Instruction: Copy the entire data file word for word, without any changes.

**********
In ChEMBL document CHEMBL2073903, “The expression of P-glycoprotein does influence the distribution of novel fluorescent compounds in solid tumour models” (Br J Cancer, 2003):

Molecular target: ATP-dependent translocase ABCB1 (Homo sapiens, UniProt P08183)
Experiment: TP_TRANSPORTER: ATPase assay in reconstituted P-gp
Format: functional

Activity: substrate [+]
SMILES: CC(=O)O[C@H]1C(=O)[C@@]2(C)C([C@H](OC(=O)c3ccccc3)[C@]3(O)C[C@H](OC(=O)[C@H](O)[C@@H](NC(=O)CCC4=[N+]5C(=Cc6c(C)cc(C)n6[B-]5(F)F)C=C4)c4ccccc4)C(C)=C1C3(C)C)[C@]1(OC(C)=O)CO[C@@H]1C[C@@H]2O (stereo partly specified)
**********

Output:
In ChEMBL document CHEMBL2073903, “The expression of P-glycoprotein does influence the distribution of novel fluorescent compounds in solid tumour models” (Br J Cancer, 2003):

Molecular target: ATP-dependent translocase ABCB1 (Homo sapiens, UniProt P08183)
Experiment: TP_TRANSPORTER: ATPase assay in reconstituted P-gp
Format: functional

Activity: substrate [+]
SMILES: CC(=O)O[C@H]1C(=O)[C@@]2(C)C([C@H](OC(=O)c3ccccc3)[C@]3(O)C[C@H](OC(=O)[C@H](O)[C@@H](NC(=O)CCC4=[N+]5C(=Cc6c(C)cc(C)n6[B-]5(F)F)C=C4)c4ccccc4)C(C)=C1C3(C)C)[C@]1(OC(C)=O)CO[C@@H]1C[C@@H]2O (stereo partly specified)